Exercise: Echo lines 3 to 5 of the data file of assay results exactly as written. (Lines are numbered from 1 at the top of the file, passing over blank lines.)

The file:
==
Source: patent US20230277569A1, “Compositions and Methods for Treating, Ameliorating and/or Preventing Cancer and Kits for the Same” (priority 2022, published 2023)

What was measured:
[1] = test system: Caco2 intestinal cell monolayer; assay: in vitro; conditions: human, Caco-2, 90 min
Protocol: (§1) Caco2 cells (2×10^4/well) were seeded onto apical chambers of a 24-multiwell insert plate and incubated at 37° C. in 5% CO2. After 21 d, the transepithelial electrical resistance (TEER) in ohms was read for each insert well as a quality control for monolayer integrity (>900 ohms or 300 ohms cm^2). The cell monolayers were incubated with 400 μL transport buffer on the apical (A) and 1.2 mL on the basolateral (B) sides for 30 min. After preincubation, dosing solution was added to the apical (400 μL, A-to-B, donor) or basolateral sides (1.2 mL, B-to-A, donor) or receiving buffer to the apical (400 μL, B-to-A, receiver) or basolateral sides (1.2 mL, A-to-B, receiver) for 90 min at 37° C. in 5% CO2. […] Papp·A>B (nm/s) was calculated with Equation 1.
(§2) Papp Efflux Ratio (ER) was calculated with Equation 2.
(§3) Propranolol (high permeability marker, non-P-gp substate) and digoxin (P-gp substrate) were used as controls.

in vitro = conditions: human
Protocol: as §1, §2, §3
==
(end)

[1] = test system: Caco2 intestinal cell monolayer; assay: in vitro; conditions: human, Caco-2, 90 min
Protocol: (§1) Caco2 cells (2×10^4/well) were seeded onto apical chambers of a 24-multiwell insert plate and incubated at 37° C. in 5% CO2. After 21 d, the transepithelial electrical resistance (TEER) in ohms was read for each insert well as a quality control for monolayer integrity (>900 ohms or 300 ohms cm^2). The cell monolayers were incubated with 400 μL transport buffer on the apical (A) and 1.2 mL on the basolateral (B) sides for 30 min. After preincubation, dosing solution was added to the apical (400 μL, A-to-B, donor) or basolateral sides (1.2 mL, B-to-A, donor) or receiving buffer to the apical (400 μL, B-to-A, receiver) or basolateral sides (1.2 mL, A-to-B, receiver) for 90 min at 37° C. in 5% CO2. […] Papp·A>B (nm/s) was calculated with Equation 1.
(§2) Papp Efflux Ratio (ER) was calculated with Equation 2.